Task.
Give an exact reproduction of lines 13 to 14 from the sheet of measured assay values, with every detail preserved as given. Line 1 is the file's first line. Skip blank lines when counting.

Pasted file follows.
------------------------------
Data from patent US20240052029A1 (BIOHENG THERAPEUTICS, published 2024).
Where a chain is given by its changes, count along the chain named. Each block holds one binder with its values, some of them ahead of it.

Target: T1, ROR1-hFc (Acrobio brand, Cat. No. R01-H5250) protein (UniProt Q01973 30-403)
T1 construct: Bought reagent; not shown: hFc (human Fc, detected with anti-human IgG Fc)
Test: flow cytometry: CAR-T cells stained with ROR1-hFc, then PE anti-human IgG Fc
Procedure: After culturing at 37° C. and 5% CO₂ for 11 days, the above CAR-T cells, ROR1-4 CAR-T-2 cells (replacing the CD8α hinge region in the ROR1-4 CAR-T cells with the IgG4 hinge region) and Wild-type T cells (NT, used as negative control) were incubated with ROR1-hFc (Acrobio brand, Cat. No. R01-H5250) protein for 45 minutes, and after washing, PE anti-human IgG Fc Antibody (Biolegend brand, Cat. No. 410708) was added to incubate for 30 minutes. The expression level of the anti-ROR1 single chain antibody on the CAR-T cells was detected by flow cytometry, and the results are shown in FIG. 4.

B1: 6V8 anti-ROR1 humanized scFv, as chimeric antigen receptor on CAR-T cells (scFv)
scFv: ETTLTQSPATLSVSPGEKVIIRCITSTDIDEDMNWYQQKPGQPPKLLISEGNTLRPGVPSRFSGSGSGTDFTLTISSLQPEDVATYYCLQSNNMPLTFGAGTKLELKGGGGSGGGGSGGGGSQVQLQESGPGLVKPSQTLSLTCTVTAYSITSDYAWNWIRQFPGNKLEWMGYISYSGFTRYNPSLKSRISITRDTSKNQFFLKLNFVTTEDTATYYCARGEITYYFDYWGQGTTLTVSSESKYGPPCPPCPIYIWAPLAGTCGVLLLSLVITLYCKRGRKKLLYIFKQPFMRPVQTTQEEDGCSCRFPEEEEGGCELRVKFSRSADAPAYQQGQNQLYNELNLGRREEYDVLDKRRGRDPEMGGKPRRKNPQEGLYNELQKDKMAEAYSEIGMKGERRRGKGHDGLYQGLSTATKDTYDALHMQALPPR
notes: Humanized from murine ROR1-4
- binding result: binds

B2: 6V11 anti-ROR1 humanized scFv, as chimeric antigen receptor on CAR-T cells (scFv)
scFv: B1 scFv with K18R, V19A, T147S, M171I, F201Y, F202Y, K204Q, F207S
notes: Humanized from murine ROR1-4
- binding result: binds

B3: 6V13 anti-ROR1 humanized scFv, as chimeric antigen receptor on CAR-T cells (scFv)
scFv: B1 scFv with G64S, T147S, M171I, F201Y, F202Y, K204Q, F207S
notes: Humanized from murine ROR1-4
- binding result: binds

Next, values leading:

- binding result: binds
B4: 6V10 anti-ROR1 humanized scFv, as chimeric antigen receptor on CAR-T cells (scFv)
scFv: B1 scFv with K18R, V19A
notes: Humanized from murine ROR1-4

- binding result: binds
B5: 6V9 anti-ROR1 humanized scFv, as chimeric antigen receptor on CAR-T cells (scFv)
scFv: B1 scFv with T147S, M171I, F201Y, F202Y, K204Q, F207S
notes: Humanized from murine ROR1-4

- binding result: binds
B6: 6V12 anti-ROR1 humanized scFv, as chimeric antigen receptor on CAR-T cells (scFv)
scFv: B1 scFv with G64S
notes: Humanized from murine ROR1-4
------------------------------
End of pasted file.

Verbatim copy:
notes: Humanized from murine ROR1-4
- binding result: binds